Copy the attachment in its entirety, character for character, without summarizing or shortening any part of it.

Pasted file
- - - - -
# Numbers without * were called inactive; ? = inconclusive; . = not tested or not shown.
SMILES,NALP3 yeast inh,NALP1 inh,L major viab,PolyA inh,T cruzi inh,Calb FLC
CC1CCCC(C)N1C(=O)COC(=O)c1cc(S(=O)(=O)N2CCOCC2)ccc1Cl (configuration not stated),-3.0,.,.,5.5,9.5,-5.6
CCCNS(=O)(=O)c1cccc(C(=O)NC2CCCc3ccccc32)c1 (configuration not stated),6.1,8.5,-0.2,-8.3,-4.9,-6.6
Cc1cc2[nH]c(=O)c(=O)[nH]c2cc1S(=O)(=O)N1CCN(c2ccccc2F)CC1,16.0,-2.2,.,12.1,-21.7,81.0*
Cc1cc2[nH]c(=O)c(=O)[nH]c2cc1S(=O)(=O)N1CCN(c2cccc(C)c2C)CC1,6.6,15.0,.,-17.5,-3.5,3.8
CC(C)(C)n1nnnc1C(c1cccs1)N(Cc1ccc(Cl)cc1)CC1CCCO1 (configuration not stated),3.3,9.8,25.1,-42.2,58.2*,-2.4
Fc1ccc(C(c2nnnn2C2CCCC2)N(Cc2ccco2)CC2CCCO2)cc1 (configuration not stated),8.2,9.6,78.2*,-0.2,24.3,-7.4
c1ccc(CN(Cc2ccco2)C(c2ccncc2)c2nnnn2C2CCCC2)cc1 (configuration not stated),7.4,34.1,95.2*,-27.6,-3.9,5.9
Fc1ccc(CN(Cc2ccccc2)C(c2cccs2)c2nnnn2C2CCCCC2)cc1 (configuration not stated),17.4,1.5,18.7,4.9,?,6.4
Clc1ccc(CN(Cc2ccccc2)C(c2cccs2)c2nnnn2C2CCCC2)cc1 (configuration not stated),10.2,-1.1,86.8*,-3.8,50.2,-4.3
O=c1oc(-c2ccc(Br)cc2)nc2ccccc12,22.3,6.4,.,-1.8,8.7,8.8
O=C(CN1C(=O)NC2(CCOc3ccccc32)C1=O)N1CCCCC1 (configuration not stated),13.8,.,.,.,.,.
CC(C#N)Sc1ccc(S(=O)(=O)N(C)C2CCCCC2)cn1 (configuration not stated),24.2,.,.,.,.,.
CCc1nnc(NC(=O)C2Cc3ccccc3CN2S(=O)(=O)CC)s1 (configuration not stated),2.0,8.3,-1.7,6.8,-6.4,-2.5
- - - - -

# Numbers without * were called inactive; ? = inconclusive; . = not tested or not shown.
SMILES,NALP3 yeast inh,NALP1 inh,L major viab,PolyA inh,T cruzi inh,Calb FLC
CC1CCCC(C)N1C(=O)COC(=O)c1cc(S(=O)(=O)N2CCOCC2)ccc1Cl (configuration not stated),-3.0,.,.,5.5,9.5,-5.6
CCCNS(=O)(=O)c1cccc(C(=O)NC2CCCc3ccccc32)c1 (configuration not stated),6.1,8.5,-0.2,-8.3,-4.9,-6.6
Cc1cc2[nH]c(=O)c(=O)[nH]c2cc1S(=O)(=O)N1CCN(c2ccccc2F)CC1,16.0,-2.2,.,12.1,-21.7,81.0*
Cc1cc2[nH]c(=O)c(=O)[nH]c2cc1S(=O)(=O)N1CCN(c2cccc(C)c2C)CC1,6.6,15.0,.,-17.5,-3.5,3.8
CC(C)(C)n1nnnc1C(c1cccs1)N(Cc1ccc(Cl)cc1)CC1CCCO1 (configuration not stated),3.3,9.8,25.1,-42.2,58.2*,-2.4
Fc1ccc(C(c2nnnn2C2CCCC2)N(Cc2ccco2)CC2CCCO2)cc1 (configuration not stated),8.2,9.6,78.2*,-0.2,24.3,-7.4
c1ccc(CN(Cc2ccco2)C(c2ccncc2)c2nnnn2C2CCCC2)cc1 (configuration not stated),7.4,34.1,95.2*,-27.6,-3.9,5.9
Fc1ccc(CN(Cc2ccccc2)C(c2cccs2)c2nnnn2C2CCCCC2)cc1 (configuration not stated),17.4,1.5,18.7,4.9,?,6.4
Clc1ccc(CN(Cc2ccccc2)C(c2cccs2)c2nnnn2C2CCCC2)cc1 (configuration not stated),10.2,-1.1,86.8*,-3.8,50.2,-4.3
O=c1oc(-c2ccc(Br)cc2)nc2ccccc12,22.3,6.4,.,-1.8,8.7,8.8
O=C(CN1C(=O)NC2(CCOc3ccccc32)C1=O)N1CCCCC1 (configuration not stated),13.8,.,.,.,.,.
CC(C#N)Sc1ccc(S(=O)(=O)N(C)C2CCCCC2)cn1 (configuration not stated),24.2,.,.,.,.,.
CCc1nnc(NC(=O)C2Cc3ccccc3CN2S(=O)(=O)CC)s1 (configuration not stated),2.0,8.3,-1.7,6.8,-6.4,-2.5